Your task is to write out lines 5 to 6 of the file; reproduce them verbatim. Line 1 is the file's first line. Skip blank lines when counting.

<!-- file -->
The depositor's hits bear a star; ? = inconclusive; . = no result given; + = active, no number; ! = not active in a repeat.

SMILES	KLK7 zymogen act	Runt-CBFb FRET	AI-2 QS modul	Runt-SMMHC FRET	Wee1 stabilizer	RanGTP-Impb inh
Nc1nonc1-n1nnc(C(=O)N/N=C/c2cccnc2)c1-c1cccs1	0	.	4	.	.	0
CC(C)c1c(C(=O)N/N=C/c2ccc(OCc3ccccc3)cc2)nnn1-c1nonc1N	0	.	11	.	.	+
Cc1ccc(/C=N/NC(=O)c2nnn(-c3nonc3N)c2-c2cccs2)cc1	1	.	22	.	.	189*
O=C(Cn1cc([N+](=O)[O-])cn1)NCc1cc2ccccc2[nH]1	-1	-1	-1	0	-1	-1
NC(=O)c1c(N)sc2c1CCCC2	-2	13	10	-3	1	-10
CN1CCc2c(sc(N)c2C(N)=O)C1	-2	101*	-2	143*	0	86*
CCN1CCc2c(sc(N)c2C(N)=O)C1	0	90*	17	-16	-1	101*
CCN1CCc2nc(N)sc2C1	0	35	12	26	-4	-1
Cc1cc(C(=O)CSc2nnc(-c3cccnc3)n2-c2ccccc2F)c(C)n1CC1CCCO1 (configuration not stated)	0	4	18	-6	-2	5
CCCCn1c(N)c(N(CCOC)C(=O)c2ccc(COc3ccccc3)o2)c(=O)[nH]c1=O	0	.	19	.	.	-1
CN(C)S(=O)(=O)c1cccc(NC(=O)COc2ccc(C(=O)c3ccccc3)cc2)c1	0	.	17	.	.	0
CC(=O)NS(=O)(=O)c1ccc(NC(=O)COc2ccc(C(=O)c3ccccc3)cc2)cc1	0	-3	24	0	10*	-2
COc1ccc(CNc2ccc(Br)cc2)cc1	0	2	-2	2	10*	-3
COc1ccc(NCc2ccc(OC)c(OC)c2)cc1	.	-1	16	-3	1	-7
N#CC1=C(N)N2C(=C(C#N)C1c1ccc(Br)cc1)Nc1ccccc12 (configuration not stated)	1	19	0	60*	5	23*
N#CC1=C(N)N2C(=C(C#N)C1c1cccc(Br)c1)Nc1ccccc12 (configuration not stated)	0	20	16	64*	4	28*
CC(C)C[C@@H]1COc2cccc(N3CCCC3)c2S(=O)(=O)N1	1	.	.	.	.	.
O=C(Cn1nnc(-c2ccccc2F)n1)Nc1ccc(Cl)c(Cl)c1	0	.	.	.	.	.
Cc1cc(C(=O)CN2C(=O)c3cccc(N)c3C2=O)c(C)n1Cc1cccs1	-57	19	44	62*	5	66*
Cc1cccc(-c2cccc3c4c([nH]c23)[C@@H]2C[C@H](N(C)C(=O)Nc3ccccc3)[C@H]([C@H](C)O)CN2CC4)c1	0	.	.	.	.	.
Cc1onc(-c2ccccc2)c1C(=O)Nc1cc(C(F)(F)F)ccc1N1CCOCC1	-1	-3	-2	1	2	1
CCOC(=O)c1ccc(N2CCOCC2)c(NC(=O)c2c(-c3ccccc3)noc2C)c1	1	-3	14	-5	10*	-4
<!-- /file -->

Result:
Cc1ccc(/C=N/NC(=O)c2nnn(-c3nonc3N)c2-c2cccs2)cc1	1	.	22	.	.	189*
O=C(Cn1cc([N+](=O)[O-])cn1)NCc1cc2ccccc2[nH]1	-1	-1	-1	0	-1	-1